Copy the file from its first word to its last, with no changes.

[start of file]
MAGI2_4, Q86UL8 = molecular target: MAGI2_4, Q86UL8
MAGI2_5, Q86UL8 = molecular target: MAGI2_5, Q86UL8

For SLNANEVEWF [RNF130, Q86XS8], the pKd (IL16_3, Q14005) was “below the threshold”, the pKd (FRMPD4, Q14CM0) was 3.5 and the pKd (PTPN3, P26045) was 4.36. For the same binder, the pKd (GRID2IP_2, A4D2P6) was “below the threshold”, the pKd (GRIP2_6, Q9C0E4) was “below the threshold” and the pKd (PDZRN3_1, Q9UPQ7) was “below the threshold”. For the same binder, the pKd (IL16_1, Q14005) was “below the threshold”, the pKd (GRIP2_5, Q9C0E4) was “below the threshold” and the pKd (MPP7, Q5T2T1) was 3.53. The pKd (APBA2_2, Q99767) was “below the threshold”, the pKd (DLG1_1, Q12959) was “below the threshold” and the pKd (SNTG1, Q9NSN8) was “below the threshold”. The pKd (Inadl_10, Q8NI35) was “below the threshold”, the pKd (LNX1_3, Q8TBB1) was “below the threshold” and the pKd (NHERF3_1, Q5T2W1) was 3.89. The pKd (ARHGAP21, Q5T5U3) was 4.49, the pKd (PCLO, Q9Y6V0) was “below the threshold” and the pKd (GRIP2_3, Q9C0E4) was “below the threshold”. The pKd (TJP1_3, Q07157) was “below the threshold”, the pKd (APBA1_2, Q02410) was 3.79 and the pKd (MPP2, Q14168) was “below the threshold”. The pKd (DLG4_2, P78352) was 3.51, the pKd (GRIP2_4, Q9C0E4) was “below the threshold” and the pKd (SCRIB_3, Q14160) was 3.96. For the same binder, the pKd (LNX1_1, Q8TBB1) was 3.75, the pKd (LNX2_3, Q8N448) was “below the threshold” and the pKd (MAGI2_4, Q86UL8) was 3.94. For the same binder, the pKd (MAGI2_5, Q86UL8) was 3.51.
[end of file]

MAGI2_4, Q86UL8 = molecular target: MAGI2_4, Q86UL8
MAGI2_5, Q86UL8 = molecular target: MAGI2_5, Q86UL8

For SLNANEVEWF [RNF130, Q86XS8], the pKd (IL16_3, Q14005) was “below the threshold”, the pKd (FRMPD4, Q14CM0) was 3.5 and the pKd (PTPN3, P26045) was 4.36. For the same binder, the pKd (GRID2IP_2, A4D2P6) was “below the threshold”, the pKd (GRIP2_6, Q9C0E4) was “below the threshold” and the pKd (PDZRN3_1, Q9UPQ7) was “below the threshold”. For the same binder, the pKd (IL16_1, Q14005) was “below the threshold”, the pKd (GRIP2_5, Q9C0E4) was “below the threshold” and the pKd (MPP7, Q5T2T1) was 3.53. The pKd (APBA2_2, Q99767) was “below the threshold”, the pKd (DLG1_1, Q12959) was “below the threshold” and the pKd (SNTG1, Q9NSN8) was “below the threshold”. The pKd (Inadl_10, Q8NI35) was “below the threshold”, the pKd (LNX1_3, Q8TBB1) was “below the threshold” and the pKd (NHERF3_1, Q5T2W1) was 3.89. The pKd (ARHGAP21, Q5T5U3) was 4.49, the pKd (PCLO, Q9Y6V0) was “below the threshold” and the pKd (GRIP2_3, Q9C0E4) was “below the threshold”. The pKd (TJP1_3, Q07157) was “below the threshold”, the pKd (APBA1_2, Q02410) was 3.79 and the pKd (MPP2, Q14168) was “below the threshold”. The pKd (DLG4_2, P78352) was 3.51, the pKd (GRIP2_4, Q9C0E4) was “below the threshold” and the pKd (SCRIB_3, Q14160) was 3.96. For the same binder, the pKd (LNX1_1, Q8TBB1) was 3.75, the pKd (LNX2_3, Q8N448) was “below the threshold” and the pKd (MAGI2_4, Q86UL8) was 3.94. For the same binder, the pKd (MAGI2_5, Q86UL8) was 3.51.